Making ethical decisions at work is easy. Speaking up is harder

Speaking up is hard. Going against the grain when the team’s mind is made up is harder. And ‘speaking truth to power’ — especially when ‘power’ means someone who can end your career — is harder still. But speaking up is important. Sometimes, it is absolutely morally required. Other times, it might be strictly optional but is a way to demonstrate true leadership. It’s an important skill, and a commitment worth fostering.

On November 24, the Jim Pattison Ethical Leadership Program (of which I’m director) had the pleasure of hosting Mary Gentile, a professor at Babson College and author of the book, Giving Voice to Values. The key message of Gentile’s presentation, and of her book, is that the key ethical skill that business students and corporate employees need to foster is not skill at making ethical decisions, but skill at speaking up. Quite often we know the right thing to do, but have trouble doing it. When the boss wants us to fudge the numbers, or when the team decides to go with a plan that involves playing fast-and-loose with ethical obligations to a client, the problem generally isn’t with figuring out what’s right. The challenge lies in finding the right way, in terms of interpersonal and organizational dynamics, to make it happen.

As we’ve seen from the Jian Ghomeshi affair, speaking up isn’t hard only within organizations. But certain facets of organizational life make speaking up especially challenging. Consider, for starters, the emphasis that every organization — every organization — puts on loyalty. That emphasis is a matter of necessity. You can’t have a well-functioning company without employees who feel some level of dedication to the corporate mission, and you can’t even have an effective team if all the members of that team don’t, to some extent, put the interests and goals of the team above their own. From an organizational point of view, a certain amount of group-think is a feature, not a bug. But loyalty can too easily slide into a herd mentality, when people’s brains shut off and they nod their heads out of habit, rather than true agreement. The result can be disastrous.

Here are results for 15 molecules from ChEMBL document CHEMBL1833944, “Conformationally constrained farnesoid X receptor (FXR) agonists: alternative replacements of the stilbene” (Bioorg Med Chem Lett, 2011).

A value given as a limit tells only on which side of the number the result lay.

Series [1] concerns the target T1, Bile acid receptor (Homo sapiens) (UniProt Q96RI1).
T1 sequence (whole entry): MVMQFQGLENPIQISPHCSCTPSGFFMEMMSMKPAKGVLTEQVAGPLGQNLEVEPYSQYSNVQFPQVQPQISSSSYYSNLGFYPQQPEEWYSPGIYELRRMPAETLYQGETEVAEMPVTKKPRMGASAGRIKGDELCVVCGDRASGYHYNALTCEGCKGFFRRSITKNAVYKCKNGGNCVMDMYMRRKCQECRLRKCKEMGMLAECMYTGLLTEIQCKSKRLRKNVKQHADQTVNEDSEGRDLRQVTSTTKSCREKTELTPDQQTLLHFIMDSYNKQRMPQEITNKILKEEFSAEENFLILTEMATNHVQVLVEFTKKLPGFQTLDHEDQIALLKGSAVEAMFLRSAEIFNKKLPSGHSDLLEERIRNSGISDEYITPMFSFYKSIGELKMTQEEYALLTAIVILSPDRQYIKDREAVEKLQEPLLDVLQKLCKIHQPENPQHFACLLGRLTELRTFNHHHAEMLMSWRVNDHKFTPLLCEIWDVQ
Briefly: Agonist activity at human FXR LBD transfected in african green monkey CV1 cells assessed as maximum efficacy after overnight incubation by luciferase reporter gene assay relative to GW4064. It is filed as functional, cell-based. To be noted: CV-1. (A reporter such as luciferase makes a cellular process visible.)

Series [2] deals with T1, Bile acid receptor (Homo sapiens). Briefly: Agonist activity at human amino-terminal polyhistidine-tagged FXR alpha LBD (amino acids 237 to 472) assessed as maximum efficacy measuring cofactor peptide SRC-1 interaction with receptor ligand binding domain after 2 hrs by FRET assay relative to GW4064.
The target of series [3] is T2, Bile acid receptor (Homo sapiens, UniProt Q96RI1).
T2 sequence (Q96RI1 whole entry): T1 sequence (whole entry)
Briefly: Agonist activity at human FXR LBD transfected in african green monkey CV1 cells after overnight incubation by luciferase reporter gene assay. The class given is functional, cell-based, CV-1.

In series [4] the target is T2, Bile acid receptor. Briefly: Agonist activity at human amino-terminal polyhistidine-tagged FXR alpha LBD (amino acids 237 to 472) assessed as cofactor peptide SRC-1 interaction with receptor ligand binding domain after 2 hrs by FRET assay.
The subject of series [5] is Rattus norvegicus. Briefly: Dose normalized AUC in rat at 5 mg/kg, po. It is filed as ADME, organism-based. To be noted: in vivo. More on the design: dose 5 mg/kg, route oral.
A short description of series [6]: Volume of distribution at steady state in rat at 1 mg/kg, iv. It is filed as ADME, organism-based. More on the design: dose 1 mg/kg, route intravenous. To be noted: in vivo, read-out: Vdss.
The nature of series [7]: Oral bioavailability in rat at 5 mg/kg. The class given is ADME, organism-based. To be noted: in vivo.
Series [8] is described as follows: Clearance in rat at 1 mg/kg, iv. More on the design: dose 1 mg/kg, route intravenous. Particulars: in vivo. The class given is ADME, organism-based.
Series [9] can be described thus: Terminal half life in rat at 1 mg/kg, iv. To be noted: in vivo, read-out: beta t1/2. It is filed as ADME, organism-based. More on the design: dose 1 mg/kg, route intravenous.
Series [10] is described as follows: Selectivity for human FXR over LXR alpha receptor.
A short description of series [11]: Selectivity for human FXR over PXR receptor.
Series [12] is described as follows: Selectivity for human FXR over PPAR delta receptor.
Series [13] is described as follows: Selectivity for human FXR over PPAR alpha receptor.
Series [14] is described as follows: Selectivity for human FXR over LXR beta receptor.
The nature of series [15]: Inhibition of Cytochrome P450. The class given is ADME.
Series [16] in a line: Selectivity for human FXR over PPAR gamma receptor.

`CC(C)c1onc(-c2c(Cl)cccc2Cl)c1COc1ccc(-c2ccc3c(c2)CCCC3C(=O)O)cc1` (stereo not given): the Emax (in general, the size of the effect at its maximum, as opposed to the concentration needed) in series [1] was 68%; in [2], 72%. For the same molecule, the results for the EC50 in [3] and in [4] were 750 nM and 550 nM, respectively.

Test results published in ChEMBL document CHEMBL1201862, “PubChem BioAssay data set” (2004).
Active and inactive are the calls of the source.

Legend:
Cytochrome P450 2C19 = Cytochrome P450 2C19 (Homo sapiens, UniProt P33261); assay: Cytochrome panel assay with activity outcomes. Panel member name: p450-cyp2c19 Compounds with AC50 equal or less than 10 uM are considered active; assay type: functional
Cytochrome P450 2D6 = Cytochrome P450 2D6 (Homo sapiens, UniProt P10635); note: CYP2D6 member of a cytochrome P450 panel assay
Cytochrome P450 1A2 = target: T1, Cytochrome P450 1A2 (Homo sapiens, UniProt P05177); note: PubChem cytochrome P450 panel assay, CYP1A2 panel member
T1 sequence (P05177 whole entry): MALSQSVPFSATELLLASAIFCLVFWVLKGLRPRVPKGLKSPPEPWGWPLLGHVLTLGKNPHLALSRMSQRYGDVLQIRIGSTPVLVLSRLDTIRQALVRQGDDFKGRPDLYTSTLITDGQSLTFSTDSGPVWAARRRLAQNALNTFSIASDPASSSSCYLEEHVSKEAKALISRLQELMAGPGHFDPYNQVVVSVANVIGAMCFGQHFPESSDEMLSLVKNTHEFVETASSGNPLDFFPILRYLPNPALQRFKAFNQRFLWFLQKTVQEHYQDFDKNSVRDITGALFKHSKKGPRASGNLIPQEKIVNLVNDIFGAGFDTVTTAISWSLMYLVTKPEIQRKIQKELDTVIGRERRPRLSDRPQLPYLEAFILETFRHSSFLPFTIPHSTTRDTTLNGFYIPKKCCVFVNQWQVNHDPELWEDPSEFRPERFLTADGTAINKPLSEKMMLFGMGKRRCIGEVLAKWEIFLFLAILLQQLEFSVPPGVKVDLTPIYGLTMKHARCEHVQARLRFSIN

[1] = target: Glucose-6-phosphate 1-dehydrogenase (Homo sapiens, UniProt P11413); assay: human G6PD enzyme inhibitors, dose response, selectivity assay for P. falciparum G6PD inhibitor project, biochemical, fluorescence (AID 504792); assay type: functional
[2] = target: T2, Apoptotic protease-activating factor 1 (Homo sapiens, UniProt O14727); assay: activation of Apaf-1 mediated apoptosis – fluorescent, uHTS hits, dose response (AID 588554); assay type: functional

In her Giving Voice to Values (GVV) curriculum, much of which is available for free online, and which has been adopted by literally hundreds of business schools and corporations across the globe, Gentile emphasizes practical exercises that build participant’s skill and ability to formulate an effective ‘script’ for speaking up, and to deliver it. Importantly, GVV doesn’t start with a list of abstract virtues or principles. It merely starts from the idea that all of us want to do the right thing, and that each of us has, in the past, found ourselves in situations in which we have drawn upon our own values to do the right thing under tough circumstances. GVV encourages each of us to figure out what our own best self is, what our best stories about ourselves are, and to draw upon those stories in moments of need. It’s a very positive message, and an immensely practical one — one that serves to remind us that ethics isn’t about being a saint. It’s about doing our best to be our best selves, given the enormously complex and ethically challenging organizations that we all inhabit.

Chris MacDonald is founding director of the Jim Pattison Ethical Leadership Program at the Ted Rogers School of Management, and founding co-editor of the Business Ethics Journal Review.

2 comments so far

  1. seewhysiu on

    Reblogged this on ethicallysourced and commented:
    A different view that probably 85% of people can relate to in the workplace or life in general. I definitely need to reflect on what my own “best self” is as well and how to tell that story. Hopefully it inspires you to also speak up more (if you aren’t already). If you’ve never met this man also, he’s a great conversationalist on business ethics – also what his blog is about. Have a quick read and see what your thoughts are on this.20252

  2. Tung on

    Thank you, this is a wonderful insight regarding the issue of speaking up – one of the first actions of whistle-blowing, and both of these terms can be interchangeable. In this article, you stated that making an ethical decision is not as difficult as speaking up against another unethical behaviors, and speaking up is very crucial, if not morally required for people, especially leaders. It was also implied that the decision for speaking up relied mostly on his personal integrity rather than the environment. In my opinion, it is a definitely a vital component for a true leader to be able to ensure his or her subordinates that they have their freedom to speak up without fearing the consequences that can steer up to them. However, to say that speaking up, or whistle-blowing is the harder than making an ethical decision is, in my view, rather far-fetched, as speaking up itself is a difficult ethical decision to make, and committing to either of them can be equally difficult. I also think that speaking up is not as important in some school of ethical theory, and the reason behind speaking up can also be because of the environment and not just personal integrity.